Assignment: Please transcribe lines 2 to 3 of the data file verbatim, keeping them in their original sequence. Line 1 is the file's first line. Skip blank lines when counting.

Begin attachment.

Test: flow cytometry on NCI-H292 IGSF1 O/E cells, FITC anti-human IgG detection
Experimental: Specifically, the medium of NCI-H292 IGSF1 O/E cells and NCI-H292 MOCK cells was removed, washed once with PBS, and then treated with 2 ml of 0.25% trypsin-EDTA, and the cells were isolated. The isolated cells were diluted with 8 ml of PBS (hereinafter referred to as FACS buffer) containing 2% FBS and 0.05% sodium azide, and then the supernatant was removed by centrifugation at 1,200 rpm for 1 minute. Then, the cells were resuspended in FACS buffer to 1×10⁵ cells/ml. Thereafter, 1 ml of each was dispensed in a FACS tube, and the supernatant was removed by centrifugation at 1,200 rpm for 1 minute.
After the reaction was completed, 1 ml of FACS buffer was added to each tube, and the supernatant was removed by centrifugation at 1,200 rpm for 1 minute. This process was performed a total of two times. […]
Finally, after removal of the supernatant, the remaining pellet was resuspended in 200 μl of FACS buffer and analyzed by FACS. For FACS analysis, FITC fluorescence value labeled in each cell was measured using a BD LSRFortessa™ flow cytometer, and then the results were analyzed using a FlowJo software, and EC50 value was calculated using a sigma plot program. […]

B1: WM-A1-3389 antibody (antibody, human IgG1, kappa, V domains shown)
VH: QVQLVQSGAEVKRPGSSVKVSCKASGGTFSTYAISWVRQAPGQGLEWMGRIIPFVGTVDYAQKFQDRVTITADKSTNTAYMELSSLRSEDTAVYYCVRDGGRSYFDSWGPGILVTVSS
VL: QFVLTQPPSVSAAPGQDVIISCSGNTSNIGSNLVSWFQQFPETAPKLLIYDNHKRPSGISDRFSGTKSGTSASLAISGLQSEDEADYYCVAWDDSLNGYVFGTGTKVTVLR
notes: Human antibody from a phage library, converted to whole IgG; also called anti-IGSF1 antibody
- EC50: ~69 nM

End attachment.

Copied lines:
Experimental: Specifically, the medium of NCI-H292 IGSF1 O/E cells and NCI-H292 MOCK cells was removed, washed once with PBS, and then treated with 2 ml of 0.25% trypsin-EDTA, and the cells were isolated. The isolated cells were diluted with 8 ml of PBS (hereinafter referred to as FACS buffer) containing 2% FBS and 0.05% sodium azide, and then the supernatant was removed by centrifugation at 1,200 rpm for 1 minute. Then, the cells were resuspended in FACS buffer to 1×10⁵ cells/ml. Thereafter, 1 ml of each was dispensed in a FACS tube, and the supernatant was removed by centrifugation at 1,200 rpm for 1 minute.
After the reaction was completed, 1 ml of FACS buffer was added to each tube, and the supernatant was removed by centrifugation at 1,200 rpm for 1 minute. This process was performed a total of two times. […]